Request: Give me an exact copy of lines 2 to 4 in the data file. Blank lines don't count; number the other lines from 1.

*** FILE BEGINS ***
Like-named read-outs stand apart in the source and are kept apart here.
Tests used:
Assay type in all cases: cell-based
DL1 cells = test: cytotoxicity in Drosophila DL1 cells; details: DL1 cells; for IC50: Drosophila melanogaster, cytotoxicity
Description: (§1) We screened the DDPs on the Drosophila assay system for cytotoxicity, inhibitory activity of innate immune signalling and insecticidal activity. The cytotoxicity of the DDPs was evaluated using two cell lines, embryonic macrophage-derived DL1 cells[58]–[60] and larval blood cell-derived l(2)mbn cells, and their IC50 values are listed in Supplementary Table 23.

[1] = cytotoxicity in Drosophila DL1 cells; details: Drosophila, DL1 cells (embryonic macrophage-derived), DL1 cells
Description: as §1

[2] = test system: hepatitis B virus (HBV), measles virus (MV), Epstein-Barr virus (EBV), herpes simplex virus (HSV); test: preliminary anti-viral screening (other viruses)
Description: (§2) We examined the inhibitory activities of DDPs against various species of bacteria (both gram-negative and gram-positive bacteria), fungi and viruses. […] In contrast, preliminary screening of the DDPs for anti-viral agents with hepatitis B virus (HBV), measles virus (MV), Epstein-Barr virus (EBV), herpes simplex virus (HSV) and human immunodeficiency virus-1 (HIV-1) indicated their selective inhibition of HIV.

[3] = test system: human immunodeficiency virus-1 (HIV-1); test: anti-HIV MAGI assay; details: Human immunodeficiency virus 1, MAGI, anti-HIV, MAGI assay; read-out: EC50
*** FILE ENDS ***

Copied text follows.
Tests used:
Assay type in all cases: cell-based
DL1 cells = test: cytotoxicity in Drosophila DL1 cells; details: DL1 cells; for IC50: Drosophila melanogaster, cytotoxicity